In a previous post, I described the options that Sunoco considered following the DEP’s insistence that the company choose an alternative to the HDD drilling that polluted Marsh Creek Lake. The DEP told Sunoco to consider a route that the company had already admitted was “technically feasible.” (That’s the route I am calling the “original re-route” in this post, and the one I believe Sunoco should have chosen.)

So what did Sunoco do? It proposed a route that is more convenient and quicker to build, but that requires trenching through a wetland and diverting two streams. Sunoco’s proposed route is actually closer to Marsh Creek Lake than any of the 10 other routes the company claims to have evaluated.

In contrast to its chosen route, Sunoco failed to take seriously the original re-route. The company says it “does not consider it practicable”, based on “desktop review”. In other words, it never sent anyone out to look at the route in the field.

Sunoco has provided a map of the original re-route (which it calls the “1.01-mile Reroute Alternative”). The map (on p. 40 of the “105” document—the link is in the previous post) indicates that the route crosses two wetland areas, but Sunoco has not shown their boundaries, and it cannot be determined from the map whether the wetlands even exist. The company must be required to do a field assessment of the wetlands and map them properly. (The wetlands along Sunoco’s preferred route have been mapped—it is just the ones Sunoco claims may exist along the original re-route that haven’t been mapped.)

If Sunoco had taken the original re-route seriously, they would have noticed that it only crosses two small streams (which feed a pond, not Marsh Creek Lake), and it keeps the entire route far from the edge of the lake.  The impact on the streams (as Sunoco states in a footnote) “cannot be calculated without in-field delineation of stream banks and bed.” Fair enough: then the DEP must insist that the impact be assessed in the field, just as Sunoco did with its preferred alternative.

Sunoco’s chosen route and the original re-route. The map below shows the now-abandoned HDD route, the original re-route, and the alternative Sunoco is proposing. It also shows the site of the frac-out that resulted in the release of thousands of gallons of drilling fluid into Marsh Creek Lake.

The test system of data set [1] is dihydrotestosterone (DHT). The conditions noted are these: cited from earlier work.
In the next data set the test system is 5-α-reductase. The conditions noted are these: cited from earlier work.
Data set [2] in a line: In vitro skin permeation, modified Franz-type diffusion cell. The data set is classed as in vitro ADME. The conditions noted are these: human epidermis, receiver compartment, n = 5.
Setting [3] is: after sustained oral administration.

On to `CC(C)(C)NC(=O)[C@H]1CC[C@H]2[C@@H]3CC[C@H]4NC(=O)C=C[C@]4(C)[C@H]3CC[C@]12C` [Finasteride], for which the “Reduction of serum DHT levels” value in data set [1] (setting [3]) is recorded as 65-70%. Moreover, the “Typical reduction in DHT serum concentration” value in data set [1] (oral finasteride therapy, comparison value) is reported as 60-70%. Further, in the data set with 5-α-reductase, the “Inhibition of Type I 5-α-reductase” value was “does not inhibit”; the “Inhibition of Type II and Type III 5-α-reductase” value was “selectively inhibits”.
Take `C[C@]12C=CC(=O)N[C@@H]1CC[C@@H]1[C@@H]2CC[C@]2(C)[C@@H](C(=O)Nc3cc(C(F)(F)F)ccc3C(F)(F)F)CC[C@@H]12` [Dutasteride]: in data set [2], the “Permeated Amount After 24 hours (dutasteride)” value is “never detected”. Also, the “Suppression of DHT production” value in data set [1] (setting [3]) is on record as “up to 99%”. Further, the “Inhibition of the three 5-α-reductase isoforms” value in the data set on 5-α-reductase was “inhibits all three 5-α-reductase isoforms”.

Sunoco’s own marketing materials show how close to the lake its proposed route comes. The image below is from one of Sunoco’s flyers. In addition to the proximity to the lake (lower left), it also shows the additional workspace that will be needed for heavy equipment (inset map).

Promotional map. This map is from a Sunoco flyer that is intended to enlist support for its chosen route. Note how close it comes to Marsh Creek Lake (lower left).

Here’s how to make your voice heard. The DEP is holding a (virtual) public hearing on the evening of June 16. Please sign up to speak (see instructions below). Here are some ideas for points you may want to make:

  • If you are a recreational user of Marsh Creek Lake, talk about the importance of avoiding lake pollution. Not only did a massive spill of drilling mud into the lake result from Sunoco’s HDD attempt, drilling mud continues to seep out along the banks of the lake, causing continuing pollution.
  • If you are concerned about the quality of drinking water, let the DEP know that Marsh Creek Lake is a source of water for a large population.
  • Sunoco did not follow the DEP’s instruction to properly evaluate the “original re-route”.  Ask why the company only did a “desktop review”.
  • Tell the DEP that Sunoco should be required to do a full field evaluation of the original re-route, including geophysical testing.
  • Sunoco failed to assess the impact the original re-route would have on streams, and compare that impact with the route it is proposing. The DEP should require the company to do that analysis.
  • Sunoco mapped the wetlands along its preferred route. Why didn’t it do so along the original re-route? The DEP should require expert mapping.
  • The route that is farther from the lake should be given preference.
  • The route that does not require cutting through streams that feed the lake should be given preference.

It isn’t necessary to mention all these points, of course. Choose the ones you feel are most important.

The hearing will begin at 6 p.m. on June 16 and (depending on how many people want to speak, I assume) could last until 10 p.m.

In order to reserve a speaking slot, you must contact John Repetz, Community Relations Coordinator, at or 717-705-4904 to register at least 24 hours prior to the hearing. Testimony will be limited to 3 minutes for each person.

If you are not comfortable speaking or cannot be there on June 16, you can submit a written comment. Written comments may be submitted until June 23, 2021 and can be sent electronically to

Please participate in this hearing. Sunoco will be lining up plenty of pipeline workers to speak up for the company’s position, so we need to make sure our message comes through even more strongly.